Raymond Frizzell was born and raised west of Montreal. He attended Bishop’s University, studied public history, and had a keen interest in Indigenous history. After completion he started his family with wife Dominique, while working at various jobs and studying cabinetmaking and information/library sciences. A postal clerk with Canada Post for the past five years, he began working with the Canadian Party of Quebec to build policy in response to the perceived failure of the current government. His free time is spent with his three children and multiple pets, researching history and civic engagement.
What would you do to improve or guarantee the availability of proximity healthcare services for rural communities?
How would you help farmers and farming communities contribute to the fight against climate change?
Huntington’s farming community has a keen sense of environmental awareness, conservation practices, and climate disruption. Its input would be critical in any CaPQenvironmental plan, since it would provide a necessary rural perspective on the issue. The Party will apply the United Nations definition of sustainable consumption to counter climate disruption. It proposes a regenerative, biodynamic agricultural farming mandate that prioritizes farms and soil preservation rather than crops. Regulations to support this type of farming will be promulgated, consistent with and incorporating the principles of the UN’s annual State of Food and Agriculture reports. CaPQ will not only address issues like pesticides and carbon dioxide (CO2) emissions, but a much wider range of climate disruption issues, e.g., methane (CH4) emissions from the production and transport of fossil fuels, animal agriculture, and food waste. Various sources also note that less than 80 growing seasons remain before we run out of topsoil.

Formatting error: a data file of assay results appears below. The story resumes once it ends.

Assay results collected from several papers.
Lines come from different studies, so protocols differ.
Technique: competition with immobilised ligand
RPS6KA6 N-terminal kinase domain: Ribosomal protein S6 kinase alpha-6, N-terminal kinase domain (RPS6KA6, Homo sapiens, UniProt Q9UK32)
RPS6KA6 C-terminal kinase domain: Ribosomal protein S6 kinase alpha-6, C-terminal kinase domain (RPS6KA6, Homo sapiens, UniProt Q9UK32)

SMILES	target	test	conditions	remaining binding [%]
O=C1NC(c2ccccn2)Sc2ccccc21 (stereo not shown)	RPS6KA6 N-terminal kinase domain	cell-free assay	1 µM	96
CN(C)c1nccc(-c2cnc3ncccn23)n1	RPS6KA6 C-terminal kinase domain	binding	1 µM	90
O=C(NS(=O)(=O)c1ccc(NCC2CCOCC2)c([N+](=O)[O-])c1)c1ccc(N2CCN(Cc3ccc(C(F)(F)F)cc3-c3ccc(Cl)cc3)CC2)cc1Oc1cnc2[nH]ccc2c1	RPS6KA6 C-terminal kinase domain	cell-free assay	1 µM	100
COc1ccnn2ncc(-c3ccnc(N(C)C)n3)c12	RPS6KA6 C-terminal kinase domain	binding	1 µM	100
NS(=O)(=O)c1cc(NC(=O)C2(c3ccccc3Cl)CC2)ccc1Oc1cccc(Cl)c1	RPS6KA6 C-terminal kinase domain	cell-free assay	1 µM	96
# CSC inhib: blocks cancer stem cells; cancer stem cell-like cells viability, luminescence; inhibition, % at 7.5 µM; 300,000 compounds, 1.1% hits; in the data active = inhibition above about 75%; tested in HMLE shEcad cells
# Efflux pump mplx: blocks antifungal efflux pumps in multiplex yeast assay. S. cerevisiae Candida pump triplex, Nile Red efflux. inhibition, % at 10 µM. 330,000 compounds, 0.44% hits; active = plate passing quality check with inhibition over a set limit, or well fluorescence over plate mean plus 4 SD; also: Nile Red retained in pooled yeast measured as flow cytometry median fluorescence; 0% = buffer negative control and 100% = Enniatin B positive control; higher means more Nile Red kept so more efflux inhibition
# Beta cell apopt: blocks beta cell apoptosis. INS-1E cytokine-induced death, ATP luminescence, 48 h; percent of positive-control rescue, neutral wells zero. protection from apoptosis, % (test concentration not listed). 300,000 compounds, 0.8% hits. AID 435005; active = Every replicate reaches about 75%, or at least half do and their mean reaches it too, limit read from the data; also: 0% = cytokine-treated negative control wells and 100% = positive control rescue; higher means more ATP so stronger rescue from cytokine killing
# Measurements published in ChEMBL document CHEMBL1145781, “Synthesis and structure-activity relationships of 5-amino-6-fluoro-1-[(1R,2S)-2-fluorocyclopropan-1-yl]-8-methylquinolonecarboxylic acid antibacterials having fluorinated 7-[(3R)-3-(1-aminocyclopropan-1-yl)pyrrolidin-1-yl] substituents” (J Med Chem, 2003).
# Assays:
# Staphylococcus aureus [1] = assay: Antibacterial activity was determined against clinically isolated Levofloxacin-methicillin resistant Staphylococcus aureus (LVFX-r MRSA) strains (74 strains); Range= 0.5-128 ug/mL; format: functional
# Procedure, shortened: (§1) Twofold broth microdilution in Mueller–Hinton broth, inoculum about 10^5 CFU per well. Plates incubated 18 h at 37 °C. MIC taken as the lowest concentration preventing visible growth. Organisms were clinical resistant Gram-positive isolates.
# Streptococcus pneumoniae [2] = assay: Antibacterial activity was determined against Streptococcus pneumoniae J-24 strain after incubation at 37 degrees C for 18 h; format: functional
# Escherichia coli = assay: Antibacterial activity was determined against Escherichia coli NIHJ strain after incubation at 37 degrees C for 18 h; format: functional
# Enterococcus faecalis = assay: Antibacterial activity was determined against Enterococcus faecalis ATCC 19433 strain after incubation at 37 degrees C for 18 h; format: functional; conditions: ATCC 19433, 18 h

What would you do to ensure the constitutional rights of ethnic and linguistic minority populations?
CaPQ was founded to defend civil liberties, constitutional protections, and human rights. It opposes systemic discrimination in Quebec and supports reconciliation efforts between Indigenous peoples and non-Indigenous Quebecers. CaPQ demands the full repeal of Bill 96, Bill 21, and Bill 40. It proposes a game-changing English Language Services Act (ELSA), a ministry of English language services headed by a cabinet minister, an English language services ombudsman, and an English language services commissioner. CaPQMNA will present a motion in the National Assembly asking that the Canadian Constitution – including the Constitution Act, 1982 – be recognized as the bedrock of the federal nation-state and applicable to the province of Quebec in its entirety. CaPQ MNA will present a motion to expand educational choice by invoking S.23(1)(a) of the Canadian Charter. Children for whom English is either the mother tongue or first official language spoken (FOLS) have the right to English schooling in Quebec.